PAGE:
Comfort is Overrated

In The Art of Travel, 8. Bubble, Buenos Aires by Kiana

I’ve always identified with spaces. At home in California and in New York, I have my spots that provide me with comfort and routine, down to the desks I sit at in class. After a long day of commitments and errands, there’s nothing I love more than coming home and flopping onto my bed, because for the first time since I woke up, everything around me is still. I don’t consider my possessions part of who I am, and therefore think I would be okay without them. It’s just the knowledge that I am in a familiar place, that gives me comfort.

As I write this post, I am sitting at a table in the bookstore cafe I sit at most weekdays. In New York, I spent ample time in Bobst library, so when I came here and found no 12 floor research library to my disposal, I felt a little like a freshly baked sheet cake that had to be extremely carefully transferred to a cooling tray. That’s the closest comparison I can make. Sorry. Now I come here to do my work. Because I know of this quality of myself, I’ve become increasingly drawn to breaking my bubbles of spaces. Fascination in the unknown, right? To be honest, it’s been a pretty gradual process, but by the end, I don’t want to feel this need to stake claims every time I touch down in a new place. The goal is to be able to go as far and as unexplored as possible, all without the entitlement of identification to geographic places, of which are infinitely greater than I am.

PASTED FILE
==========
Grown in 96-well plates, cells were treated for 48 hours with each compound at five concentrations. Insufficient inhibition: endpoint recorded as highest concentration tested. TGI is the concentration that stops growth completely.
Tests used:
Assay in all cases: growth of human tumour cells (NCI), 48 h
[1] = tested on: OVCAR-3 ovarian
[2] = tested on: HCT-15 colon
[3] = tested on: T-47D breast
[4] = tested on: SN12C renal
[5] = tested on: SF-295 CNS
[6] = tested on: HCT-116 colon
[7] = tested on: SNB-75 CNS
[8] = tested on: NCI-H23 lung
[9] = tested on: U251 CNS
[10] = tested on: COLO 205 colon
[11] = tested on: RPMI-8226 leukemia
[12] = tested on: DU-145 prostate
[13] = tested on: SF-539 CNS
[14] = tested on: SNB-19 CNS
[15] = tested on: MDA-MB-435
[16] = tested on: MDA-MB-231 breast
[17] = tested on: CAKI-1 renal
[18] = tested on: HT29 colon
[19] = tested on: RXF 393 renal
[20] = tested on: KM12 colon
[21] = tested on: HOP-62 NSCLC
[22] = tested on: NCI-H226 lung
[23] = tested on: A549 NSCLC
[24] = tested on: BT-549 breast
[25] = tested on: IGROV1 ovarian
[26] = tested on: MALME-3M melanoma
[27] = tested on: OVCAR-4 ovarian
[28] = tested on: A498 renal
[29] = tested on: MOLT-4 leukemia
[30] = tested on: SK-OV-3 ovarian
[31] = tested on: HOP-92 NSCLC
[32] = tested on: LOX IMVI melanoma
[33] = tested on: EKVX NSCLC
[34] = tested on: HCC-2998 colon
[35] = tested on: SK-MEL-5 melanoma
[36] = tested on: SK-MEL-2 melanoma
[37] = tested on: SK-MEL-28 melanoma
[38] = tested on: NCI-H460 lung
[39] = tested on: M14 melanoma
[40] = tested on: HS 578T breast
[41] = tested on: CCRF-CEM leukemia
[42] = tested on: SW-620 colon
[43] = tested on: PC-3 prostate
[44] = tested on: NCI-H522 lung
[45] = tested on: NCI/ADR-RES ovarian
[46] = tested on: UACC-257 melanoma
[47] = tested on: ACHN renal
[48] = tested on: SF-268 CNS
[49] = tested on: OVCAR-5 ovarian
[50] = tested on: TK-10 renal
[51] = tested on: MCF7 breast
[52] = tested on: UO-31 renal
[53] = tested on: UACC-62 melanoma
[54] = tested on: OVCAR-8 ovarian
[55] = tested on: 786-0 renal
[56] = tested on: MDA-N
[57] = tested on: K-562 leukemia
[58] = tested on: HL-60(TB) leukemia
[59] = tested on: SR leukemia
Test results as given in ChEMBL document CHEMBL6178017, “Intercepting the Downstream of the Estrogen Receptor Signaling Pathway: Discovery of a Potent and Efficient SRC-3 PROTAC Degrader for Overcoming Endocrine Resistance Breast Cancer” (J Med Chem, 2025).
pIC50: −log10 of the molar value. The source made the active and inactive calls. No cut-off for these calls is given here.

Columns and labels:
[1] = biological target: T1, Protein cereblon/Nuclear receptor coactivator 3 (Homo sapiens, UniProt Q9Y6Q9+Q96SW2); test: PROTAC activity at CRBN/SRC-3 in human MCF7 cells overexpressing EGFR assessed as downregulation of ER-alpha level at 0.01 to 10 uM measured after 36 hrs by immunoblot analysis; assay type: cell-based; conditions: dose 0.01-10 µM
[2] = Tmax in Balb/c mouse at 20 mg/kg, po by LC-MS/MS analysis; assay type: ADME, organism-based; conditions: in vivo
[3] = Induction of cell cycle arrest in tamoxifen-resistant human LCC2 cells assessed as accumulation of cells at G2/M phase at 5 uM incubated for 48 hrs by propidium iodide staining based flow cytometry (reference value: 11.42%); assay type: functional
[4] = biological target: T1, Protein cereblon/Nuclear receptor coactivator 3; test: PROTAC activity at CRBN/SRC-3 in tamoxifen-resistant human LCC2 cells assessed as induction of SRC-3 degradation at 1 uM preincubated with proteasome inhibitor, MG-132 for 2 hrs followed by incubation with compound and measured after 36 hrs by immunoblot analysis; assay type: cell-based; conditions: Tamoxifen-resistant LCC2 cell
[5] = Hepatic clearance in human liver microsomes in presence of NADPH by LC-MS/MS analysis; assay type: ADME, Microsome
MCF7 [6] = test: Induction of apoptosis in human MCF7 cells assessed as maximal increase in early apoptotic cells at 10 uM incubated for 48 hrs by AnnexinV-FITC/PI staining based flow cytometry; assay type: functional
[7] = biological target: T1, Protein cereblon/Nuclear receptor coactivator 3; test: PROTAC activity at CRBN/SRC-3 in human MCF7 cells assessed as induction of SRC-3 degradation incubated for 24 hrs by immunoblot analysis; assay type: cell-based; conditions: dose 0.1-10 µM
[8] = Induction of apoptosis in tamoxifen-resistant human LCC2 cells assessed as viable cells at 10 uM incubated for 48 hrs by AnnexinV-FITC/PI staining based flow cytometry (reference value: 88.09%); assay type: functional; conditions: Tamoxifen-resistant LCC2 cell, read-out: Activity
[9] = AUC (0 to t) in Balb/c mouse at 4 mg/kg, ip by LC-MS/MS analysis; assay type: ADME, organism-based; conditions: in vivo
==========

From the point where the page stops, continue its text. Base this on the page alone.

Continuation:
In relation to Argentina, the simple volume of places and experiences that exist within my grasp is so large that there just isn’t time to condition certain places into my life. Rather, I am working on diversifying my afternoons and weekends outside of the bubble I created when I got here. It’s also a mental process. Last weekend, my friend and neighbor Allie asked if I wanted to walk around La Boca, a neighborhood about a half hour from ours famous for the birth of tango and its’ colorful houses. As soon as I saw Allie’s message, my hesitation set in because I knew it would be fulfilling to explore a part of the city, but it would also be fulfilling to sit at a neighborhood cafe drinking coffee and reading my book. This dilemma was and is largely about breaking down a mental barrier for me. Having the confidence in what my impulsive sense of exploration has to offer me is a trust I’ve been practicing. More often than not, even if an adventure goes in a direction different than I expected, I think back on it fondly, which only motivates me to push farther.

I think many of my study abroad peers have a similar mentality. There is a consensus among us that we came to Buenos Aires because we didn’t want to wade in, we wanted to dive deep. Not to say that other programs aren’t as immersive, they are, but in different ways. We don’t have the option of finding refuge in dorm rooms or taking a train to a different country for a weekend. If we start feeling uncomfortable in this city or with the family we are living with, the only choice is to lean into that discomfort and make the best of it. Sometimes I can’t believe that I was even able to bring a bubble down here. I keep waiting for this cross-hemisphere distance to sink in and for me to erupt into flames of panic, but lately I don’t think that’s going to happen, which is pretty cool.

Image source

  • view from the base camp of the perito moreno glacier: Kiana